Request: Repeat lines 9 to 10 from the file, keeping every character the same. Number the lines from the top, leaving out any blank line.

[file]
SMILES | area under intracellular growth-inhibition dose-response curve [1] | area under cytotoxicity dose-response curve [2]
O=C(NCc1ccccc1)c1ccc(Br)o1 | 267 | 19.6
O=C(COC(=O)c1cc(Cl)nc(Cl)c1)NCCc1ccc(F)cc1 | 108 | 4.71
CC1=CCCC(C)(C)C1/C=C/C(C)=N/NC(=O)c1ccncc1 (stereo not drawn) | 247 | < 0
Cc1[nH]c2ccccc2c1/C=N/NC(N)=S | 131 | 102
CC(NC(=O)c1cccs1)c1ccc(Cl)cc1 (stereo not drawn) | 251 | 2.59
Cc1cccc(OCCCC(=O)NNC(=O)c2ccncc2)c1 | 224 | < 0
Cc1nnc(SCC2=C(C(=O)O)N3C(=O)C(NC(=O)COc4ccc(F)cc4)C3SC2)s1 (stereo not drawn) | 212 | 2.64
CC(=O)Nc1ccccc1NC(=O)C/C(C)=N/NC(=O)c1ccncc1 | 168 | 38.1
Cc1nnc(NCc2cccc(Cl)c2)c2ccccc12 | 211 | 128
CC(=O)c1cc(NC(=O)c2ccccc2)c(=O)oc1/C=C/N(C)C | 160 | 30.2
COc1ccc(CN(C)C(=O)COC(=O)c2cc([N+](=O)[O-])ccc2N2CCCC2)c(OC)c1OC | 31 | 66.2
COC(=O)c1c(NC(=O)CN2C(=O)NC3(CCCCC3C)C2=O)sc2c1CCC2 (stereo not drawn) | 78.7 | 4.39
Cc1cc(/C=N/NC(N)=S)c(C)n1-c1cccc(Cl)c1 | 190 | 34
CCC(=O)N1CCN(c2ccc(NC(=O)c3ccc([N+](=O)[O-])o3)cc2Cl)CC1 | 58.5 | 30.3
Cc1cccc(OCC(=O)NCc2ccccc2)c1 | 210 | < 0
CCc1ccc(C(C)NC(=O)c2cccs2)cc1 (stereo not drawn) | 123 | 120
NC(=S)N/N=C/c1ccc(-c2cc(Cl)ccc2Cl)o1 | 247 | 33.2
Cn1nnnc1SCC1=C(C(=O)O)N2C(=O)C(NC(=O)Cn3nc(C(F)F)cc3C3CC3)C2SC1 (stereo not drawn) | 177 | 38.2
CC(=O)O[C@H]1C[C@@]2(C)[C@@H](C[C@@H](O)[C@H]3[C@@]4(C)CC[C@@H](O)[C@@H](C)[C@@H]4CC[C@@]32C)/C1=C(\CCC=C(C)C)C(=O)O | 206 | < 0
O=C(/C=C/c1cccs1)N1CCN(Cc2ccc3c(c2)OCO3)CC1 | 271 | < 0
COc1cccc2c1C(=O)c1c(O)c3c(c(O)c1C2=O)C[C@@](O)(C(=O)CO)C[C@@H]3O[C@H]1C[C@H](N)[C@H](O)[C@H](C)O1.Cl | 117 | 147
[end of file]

CC(=O)Nc1ccccc1NC(=O)C/C(C)=N/NC(=O)c1ccncc1 | 168 | 38.1
Cc1nnc(NCc2cccc(Cl)c2)c2ccccc12 | 211 | 128